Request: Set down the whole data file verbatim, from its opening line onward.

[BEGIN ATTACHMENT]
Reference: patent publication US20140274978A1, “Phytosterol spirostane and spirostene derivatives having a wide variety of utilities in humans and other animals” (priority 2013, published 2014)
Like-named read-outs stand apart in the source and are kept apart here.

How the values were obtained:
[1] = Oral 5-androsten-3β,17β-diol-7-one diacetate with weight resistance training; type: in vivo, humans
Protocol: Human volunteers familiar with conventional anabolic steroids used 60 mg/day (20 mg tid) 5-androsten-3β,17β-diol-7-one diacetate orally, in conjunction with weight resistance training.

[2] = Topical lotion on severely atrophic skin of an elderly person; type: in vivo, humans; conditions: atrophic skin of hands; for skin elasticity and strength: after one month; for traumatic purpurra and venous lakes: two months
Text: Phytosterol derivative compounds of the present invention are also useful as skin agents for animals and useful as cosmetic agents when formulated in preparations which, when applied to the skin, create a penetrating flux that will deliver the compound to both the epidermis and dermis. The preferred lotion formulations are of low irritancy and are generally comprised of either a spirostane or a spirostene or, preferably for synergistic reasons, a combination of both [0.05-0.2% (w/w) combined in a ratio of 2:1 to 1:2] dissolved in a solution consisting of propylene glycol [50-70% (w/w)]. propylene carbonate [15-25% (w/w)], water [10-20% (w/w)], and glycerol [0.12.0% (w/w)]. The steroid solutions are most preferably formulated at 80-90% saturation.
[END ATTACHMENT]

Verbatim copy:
Reference: patent publication US20140274978A1, “Phytosterol spirostane and spirostene derivatives having a wide variety of utilities in humans and other animals” (priority 2013, published 2014)
Like-named read-outs stand apart in the source and are kept apart here.

How the values were obtained:
[1] = Oral 5-androsten-3β,17β-diol-7-one diacetate with weight resistance training; type: in vivo, humans
Protocol: Human volunteers familiar with conventional anabolic steroids used 60 mg/day (20 mg tid) 5-androsten-3β,17β-diol-7-one diacetate orally, in conjunction with weight resistance training.

[2] = Topical lotion on severely atrophic skin of an elderly person; type: in vivo, humans; conditions: atrophic skin of hands; for skin elasticity and strength: after one month; for traumatic purpurra and venous lakes: two months
Text: Phytosterol derivative compounds of the present invention are also useful as skin agents for animals and useful as cosmetic agents when formulated in preparations which, when applied to the skin, create a penetrating flux that will deliver the compound to both the epidermis and dermis. The preferred lotion formulations are of low irritancy and are generally comprised of either a spirostane or a spirostene or, preferably for synergistic reasons, a combination of both [0.05-0.2% (w/w) combined in a ratio of 2:1 to 1:2] dissolved in a solution consisting of propylene glycol [50-70% (w/w)]. propylene carbonate [15-25% (w/w)], water [10-20% (w/w)], and glycerol [0.12.0% (w/w)]. The steroid solutions are most preferably formulated at 80-90% saturation.